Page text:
Notice is sent out. All interested parties turn up. After all, no one refuses a CM’s summons.

“Ok, ab ek ek karke batao, kya problem hai?” the CM intones, in his best judicial imitation.

The local councillor (hereinafter referred to as “LC”) starts off, “I want to name the park after a great late Shiv Sena leader, a person who ensured that the city’s moral conscience was kept clean.”

Upon which, local MLA (henceforth “LMLA”) interrupted, “We want to name the park after a great lady, whom no one has seen, but everybody respects because she gave birth to an emperor. She signifies women empowerment. If the LC’s own party could rename Victoria Jubilee Technical Institute after her, then we should also have the right to name something after her.”

“They are insulting the great lady by naming a small park after her!” jumped the LC.

“So, you mean to say that by naming the small park after your great moral leader, it is ok to insult him?” the CM asked.

LC blushes, his great living leader, the Tiger of Mumbai, hadn’t includes the answer to this in the script he taught. (Link not given, because the Tiger doesn't need any links. He even cut off links with his nephew)

“Sir, aap kahin door chale gaye?” the aide gushed, in his best Appu Raja constable imitation.

CM blushes too. After all the brickbats about inaction on police reforms and citizen safety, praise feels good. So what if it is only from your ass licking aide.

“The great leader named a small park for us, does that mean we were being insulted?” an old man and his old wife asked angrily. They refused to give their names, and asked to be reported as Nana-Nani.

The LC did not know what to say and where to look. His great leader, not the dead one but the living tiger, has now made him look like one of his famous cartoons. May be he should shift to another party, but then even Chagan Armstrong didn’t fare too well after jumping ship.

“The late great leader was also very concerned about our clothes not falling off, and saving us from embarrasment. He even demanded a probe into the matter. He should be honoured with something bigger. May be we can name the fashion week after him?” said a model, whose name sounded something like a Christmas song.

“That’s very Gracias of you”, said the other model who had lost her clothes at the fashion show too, but this reporter was too busy staring at her to note down her name. “A babe who can pun, whatte fun”, he was mentally rhyming.

“Yeah, he saved me too from considerable embarassment. This element-ary director made me kiss that old Shabana aunty, and I did it in the name of artistic compulsions. But he ensured that no one could watch the movie. Thanks to him, I wasn’t approached when they made Girlfriend. But he also opposed Rockford, till I convinced him that it was not a rock show”, crooned an actress, who starred in the aptly titled Azhagi.

“Ok, matter closed. Stay order on the naming of the park”, the CM announced.
He was too grossed out by the notion of anyone kissing old Shabana aunty to think further.

“I protest. You are insulting the intelligence of 227 councillors!” the LC suddenly remembered his lines.

“Indeed, I am. What are you gonna do about it? Burn yourself?”, the CM sniggered.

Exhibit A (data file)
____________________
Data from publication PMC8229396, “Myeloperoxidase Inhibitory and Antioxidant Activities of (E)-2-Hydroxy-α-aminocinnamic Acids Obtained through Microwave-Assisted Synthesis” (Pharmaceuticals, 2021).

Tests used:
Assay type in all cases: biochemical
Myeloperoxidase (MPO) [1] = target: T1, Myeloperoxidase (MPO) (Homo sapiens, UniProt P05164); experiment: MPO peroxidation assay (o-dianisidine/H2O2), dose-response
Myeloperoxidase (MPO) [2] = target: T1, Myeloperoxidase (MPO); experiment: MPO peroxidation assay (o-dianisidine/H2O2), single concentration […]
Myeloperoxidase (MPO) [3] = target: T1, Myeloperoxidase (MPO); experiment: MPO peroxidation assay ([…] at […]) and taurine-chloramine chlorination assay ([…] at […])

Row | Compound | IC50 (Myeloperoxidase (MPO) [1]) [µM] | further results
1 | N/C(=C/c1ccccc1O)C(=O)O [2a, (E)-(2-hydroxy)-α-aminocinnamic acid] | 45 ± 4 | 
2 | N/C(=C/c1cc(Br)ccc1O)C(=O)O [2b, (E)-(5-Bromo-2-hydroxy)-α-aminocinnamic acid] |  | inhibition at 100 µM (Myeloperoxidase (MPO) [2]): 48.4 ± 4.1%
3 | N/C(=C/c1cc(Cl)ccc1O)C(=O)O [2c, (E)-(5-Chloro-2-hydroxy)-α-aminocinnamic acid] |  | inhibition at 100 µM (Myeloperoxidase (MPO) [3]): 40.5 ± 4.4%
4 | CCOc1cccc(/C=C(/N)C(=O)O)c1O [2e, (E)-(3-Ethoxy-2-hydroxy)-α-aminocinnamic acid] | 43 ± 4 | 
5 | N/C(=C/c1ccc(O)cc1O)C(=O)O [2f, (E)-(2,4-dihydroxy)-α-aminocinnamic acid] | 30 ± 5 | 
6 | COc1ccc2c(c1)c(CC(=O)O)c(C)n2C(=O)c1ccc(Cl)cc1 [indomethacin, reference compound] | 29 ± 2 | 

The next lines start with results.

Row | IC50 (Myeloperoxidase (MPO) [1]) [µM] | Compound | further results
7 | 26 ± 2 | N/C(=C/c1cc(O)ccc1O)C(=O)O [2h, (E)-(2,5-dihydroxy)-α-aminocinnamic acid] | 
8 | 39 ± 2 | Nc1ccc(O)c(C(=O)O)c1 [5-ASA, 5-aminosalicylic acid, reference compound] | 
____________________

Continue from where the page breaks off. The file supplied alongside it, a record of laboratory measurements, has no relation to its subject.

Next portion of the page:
“You just wait and watch. I am going to precisely that!” the LC stormed out.

The CM beams. He is worthy of this chair after all.

Inspired by this:

PS: People not very familiar with the politics of Great State may not be able to relate to the post. Our response, "amchi blog, amchi topic!!!"

Jan 14, 2009

Us and Them

Us and Them, we are worlds apart.

They meet, date, make love, have kids, and then, after all the fun is over, think “hey, we might as well get married.” Jumbling up the order appeals to them. Or maybe they read too much of Stephen Covey.
For us, the jumbled storyline of their life is mind-bogglingly confusing. We admire them, but we will never emulate them. We will always follow the straight well-defined path.

They like to keep their proceedings simple, probably because their life is chaotic. They concentrate on the essence of the event, and while a lot of planning may go on behind the scenes, the final package looks well-executed. A ceremony at a church, a dinner and dance party. And they are done.
We find that approach boring. We pack in every emotion in our marriages, probably because our life is devoid of excitement otherwise. The tearful bidaai and the insanely boring reception (which was probably inspired from them) is as much as part of our marriage as the joy and hope of the couple, the good wishes and the smiles. And in the midst of fitting in so many things, we might not always plan everything ahead. We go with the flow, and use leftover sabzi of the wedding lunch to stuff into heart shaped cutlets for the reception dinner. And we pat ourselves for such cute innovations.

Their ceremonies don’t last long. In fact, the event is so short that they don’t mind doing it again in a few years. They call it ‘revival of vows’.
We conduct our marriages over days. The mood soars high, then plunges low, soars again, and once the roller coaster is over, some people are ecstatic while some of us are left pulling our hairs out. But even those who enjoy it are relieved that it is over. The long event ensures that we seldom go for our ‘revival of woes’.

Their ceremonies do have music, but it stays in the background, never interfering with the actual proceedings, but somehow still contributing to the overall effect.
We carve out special space for music, be it the sangeet of the north or the nelangu of the south. Even during the highlight of the proceedings, the sound of the “getti melam ketti melam” demands more of our attention than the guy tying himself in knots for life.